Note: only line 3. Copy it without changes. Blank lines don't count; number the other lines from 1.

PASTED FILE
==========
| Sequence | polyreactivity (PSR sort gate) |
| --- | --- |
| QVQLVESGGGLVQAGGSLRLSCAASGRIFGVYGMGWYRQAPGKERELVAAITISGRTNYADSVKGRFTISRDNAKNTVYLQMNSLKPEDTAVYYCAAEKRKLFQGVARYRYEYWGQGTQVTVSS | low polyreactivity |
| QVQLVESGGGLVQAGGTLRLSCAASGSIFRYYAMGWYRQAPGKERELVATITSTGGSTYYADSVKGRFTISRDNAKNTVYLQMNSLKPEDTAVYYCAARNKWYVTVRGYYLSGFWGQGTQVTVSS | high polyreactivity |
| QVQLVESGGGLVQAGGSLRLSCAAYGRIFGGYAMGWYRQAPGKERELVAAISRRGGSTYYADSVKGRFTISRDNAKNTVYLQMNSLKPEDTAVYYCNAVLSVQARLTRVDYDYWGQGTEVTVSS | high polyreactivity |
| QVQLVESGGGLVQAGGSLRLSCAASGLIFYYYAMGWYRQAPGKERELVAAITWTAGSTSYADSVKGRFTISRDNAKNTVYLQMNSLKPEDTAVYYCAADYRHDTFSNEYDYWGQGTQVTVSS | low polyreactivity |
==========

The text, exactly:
| QVQLVESGGGLVQAGGSLRLSCAASGRIFGVYGMGWYRQAPGKERELVAAITISGRTNYADSVKGRFTISRDNAKNTVYLQMNSLKPEDTAVYYCAAEKRKLFQGVARYRYEYWGQGTQVTVSS | low polyreactivity |